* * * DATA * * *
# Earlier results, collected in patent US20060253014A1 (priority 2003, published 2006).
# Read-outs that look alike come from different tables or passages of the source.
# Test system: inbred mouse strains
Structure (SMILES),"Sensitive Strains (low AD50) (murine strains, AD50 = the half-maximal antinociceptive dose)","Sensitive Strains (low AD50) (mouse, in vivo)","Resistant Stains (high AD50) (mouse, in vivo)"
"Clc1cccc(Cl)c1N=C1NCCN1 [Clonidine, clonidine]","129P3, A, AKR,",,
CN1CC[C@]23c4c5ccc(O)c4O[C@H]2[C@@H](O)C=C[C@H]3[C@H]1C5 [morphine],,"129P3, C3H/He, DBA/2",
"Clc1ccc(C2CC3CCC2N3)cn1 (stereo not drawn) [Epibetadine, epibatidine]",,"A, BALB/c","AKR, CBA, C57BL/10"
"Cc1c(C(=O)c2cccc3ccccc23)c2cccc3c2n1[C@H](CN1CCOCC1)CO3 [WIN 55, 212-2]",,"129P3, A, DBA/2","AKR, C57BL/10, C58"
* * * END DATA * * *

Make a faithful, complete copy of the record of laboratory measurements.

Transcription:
# Earlier results, collected in patent US20060253014A1 (priority 2003, published 2006).
# Read-outs that look alike come from different tables or passages of the source.
# Test system: inbred mouse strains
Structure (SMILES),"Sensitive Strains (low AD50) (murine strains, AD50 = the half-maximal antinociceptive dose)","Sensitive Strains (low AD50) (mouse, in vivo)","Resistant Stains (high AD50) (mouse, in vivo)"
"Clc1cccc(Cl)c1N=C1NCCN1 [Clonidine, clonidine]","129P3, A, AKR,",,
CN1CC[C@]23c4c5ccc(O)c4O[C@H]2[C@@H](O)C=C[C@H]3[C@H]1C5 [morphine],,"129P3, C3H/He, DBA/2",
"Clc1ccc(C2CC3CCC2N3)cn1 (stereo not drawn) [Epibetadine, epibatidine]",,"A, BALB/c","AKR, CBA, C57BL/10"
"Cc1c(C(=O)c2cccc3ccccc23)c2cccc3c2n1[C@H](CN1CCOCC1)CO3 [WIN 55, 212-2]",,"129P3, A, DBA/2","AKR, C57BL/10, C58"